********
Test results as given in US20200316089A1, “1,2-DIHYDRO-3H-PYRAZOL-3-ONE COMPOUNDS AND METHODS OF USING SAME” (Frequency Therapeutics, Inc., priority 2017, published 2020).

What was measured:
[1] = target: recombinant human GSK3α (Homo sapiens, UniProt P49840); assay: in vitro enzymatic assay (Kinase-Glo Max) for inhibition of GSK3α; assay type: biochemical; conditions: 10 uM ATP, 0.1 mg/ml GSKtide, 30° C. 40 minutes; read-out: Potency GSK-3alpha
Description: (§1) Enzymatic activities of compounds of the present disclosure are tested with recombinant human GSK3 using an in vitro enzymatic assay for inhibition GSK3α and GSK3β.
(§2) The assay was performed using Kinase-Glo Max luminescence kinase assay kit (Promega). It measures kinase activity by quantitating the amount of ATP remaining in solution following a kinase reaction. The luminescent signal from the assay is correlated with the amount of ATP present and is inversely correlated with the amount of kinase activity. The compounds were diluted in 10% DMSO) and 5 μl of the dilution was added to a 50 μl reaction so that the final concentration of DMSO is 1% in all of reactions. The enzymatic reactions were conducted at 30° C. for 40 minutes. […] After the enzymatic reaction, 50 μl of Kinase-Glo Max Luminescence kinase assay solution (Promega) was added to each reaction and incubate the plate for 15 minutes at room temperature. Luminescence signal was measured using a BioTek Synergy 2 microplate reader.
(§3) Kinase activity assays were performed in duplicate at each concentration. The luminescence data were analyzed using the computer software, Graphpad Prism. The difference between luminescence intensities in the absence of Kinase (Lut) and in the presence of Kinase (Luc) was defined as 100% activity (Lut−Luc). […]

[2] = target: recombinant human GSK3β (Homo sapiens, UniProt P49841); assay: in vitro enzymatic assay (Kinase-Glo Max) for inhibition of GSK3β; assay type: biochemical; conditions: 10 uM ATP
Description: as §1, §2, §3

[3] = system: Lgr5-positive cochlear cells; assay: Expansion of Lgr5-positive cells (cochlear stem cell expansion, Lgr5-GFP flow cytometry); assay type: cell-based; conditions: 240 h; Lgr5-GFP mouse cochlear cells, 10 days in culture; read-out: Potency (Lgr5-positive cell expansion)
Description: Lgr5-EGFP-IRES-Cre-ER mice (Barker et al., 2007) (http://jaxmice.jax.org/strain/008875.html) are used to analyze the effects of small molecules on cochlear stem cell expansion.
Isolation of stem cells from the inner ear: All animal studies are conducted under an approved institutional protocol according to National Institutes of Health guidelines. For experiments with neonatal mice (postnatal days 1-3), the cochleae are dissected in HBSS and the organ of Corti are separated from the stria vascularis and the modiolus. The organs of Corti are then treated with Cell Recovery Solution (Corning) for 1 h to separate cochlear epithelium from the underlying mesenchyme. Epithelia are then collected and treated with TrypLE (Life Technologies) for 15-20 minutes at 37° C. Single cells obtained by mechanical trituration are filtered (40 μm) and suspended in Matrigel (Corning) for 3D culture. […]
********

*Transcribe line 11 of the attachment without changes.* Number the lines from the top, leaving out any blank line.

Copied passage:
Isolation of stem cells from the inner ear: All animal studies are conducted under an approved institutional protocol according to National Institutes of Health guidelines. For experiments with neonatal mice (postnatal days 1-3), the cochleae are dissected in HBSS and the organ of Corti are separated from the stria vascularis and the modiolus. The organs of Corti are then treated with Cell Recovery Solution (Corning) for 1 h to separate cochlear epithelium from the underlying mesenchyme. Epithelia are then collected and treated with TrypLE (Life Technologies) for 15-20 minutes at 37° C. Single cells obtained by mechanical trituration are filtered (40 μm) and suspended in Matrigel (Corning) for 3D culture. […]